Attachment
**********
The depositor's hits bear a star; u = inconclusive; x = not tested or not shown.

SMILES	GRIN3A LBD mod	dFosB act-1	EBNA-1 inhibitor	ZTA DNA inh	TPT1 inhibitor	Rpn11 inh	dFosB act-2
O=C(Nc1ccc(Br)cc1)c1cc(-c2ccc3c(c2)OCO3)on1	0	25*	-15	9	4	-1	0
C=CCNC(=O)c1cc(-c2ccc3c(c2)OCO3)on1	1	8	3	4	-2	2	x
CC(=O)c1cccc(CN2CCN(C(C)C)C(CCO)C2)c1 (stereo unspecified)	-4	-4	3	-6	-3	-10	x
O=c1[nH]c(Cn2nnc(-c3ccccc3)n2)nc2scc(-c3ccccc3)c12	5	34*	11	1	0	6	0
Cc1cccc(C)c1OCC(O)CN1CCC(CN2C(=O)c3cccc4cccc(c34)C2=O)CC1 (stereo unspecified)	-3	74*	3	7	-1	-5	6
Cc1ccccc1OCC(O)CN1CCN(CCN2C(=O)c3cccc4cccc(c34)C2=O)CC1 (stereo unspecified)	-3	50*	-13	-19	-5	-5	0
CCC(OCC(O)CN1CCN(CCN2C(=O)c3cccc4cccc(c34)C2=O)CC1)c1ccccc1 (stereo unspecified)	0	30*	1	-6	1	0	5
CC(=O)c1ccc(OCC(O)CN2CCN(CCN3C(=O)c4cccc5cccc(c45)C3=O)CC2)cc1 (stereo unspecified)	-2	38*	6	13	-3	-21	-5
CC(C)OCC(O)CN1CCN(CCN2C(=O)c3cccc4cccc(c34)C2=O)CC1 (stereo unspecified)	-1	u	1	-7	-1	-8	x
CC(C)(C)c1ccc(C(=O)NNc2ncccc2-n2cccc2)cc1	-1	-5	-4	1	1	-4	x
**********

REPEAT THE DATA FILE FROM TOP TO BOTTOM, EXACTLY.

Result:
The depositor's hits bear a star; u = inconclusive; x = not tested or not shown.

SMILES	GRIN3A LBD mod	dFosB act-1	EBNA-1 inhibitor	ZTA DNA inh	TPT1 inhibitor	Rpn11 inh	dFosB act-2
O=C(Nc1ccc(Br)cc1)c1cc(-c2ccc3c(c2)OCO3)on1	0	25*	-15	9	4	-1	0
C=CCNC(=O)c1cc(-c2ccc3c(c2)OCO3)on1	1	8	3	4	-2	2	x
CC(=O)c1cccc(CN2CCN(C(C)C)C(CCO)C2)c1 (stereo unspecified)	-4	-4	3	-6	-3	-10	x
O=c1[nH]c(Cn2nnc(-c3ccccc3)n2)nc2scc(-c3ccccc3)c12	5	34*	11	1	0	6	0
Cc1cccc(C)c1OCC(O)CN1CCC(CN2C(=O)c3cccc4cccc(c34)C2=O)CC1 (stereo unspecified)	-3	74*	3	7	-1	-5	6
Cc1ccccc1OCC(O)CN1CCN(CCN2C(=O)c3cccc4cccc(c34)C2=O)CC1 (stereo unspecified)	-3	50*	-13	-19	-5	-5	0
CCC(OCC(O)CN1CCN(CCN2C(=O)c3cccc4cccc(c34)C2=O)CC1)c1ccccc1 (stereo unspecified)	0	30*	1	-6	1	0	5
CC(=O)c1ccc(OCC(O)CN2CCN(CCN3C(=O)c4cccc5cccc(c45)C3=O)CC2)cc1 (stereo unspecified)	-2	38*	6	13	-3	-21	-5
CC(C)OCC(O)CN1CCN(CCN2C(=O)c3cccc4cccc(c34)C2=O)CC1 (stereo unspecified)	-1	u	1	-7	-1	-8	x
CC(C)(C)c1ccc(C(=O)NNc2ncccc2-n2cccc2)cc1	-1	-5	-4	1	1	-4	x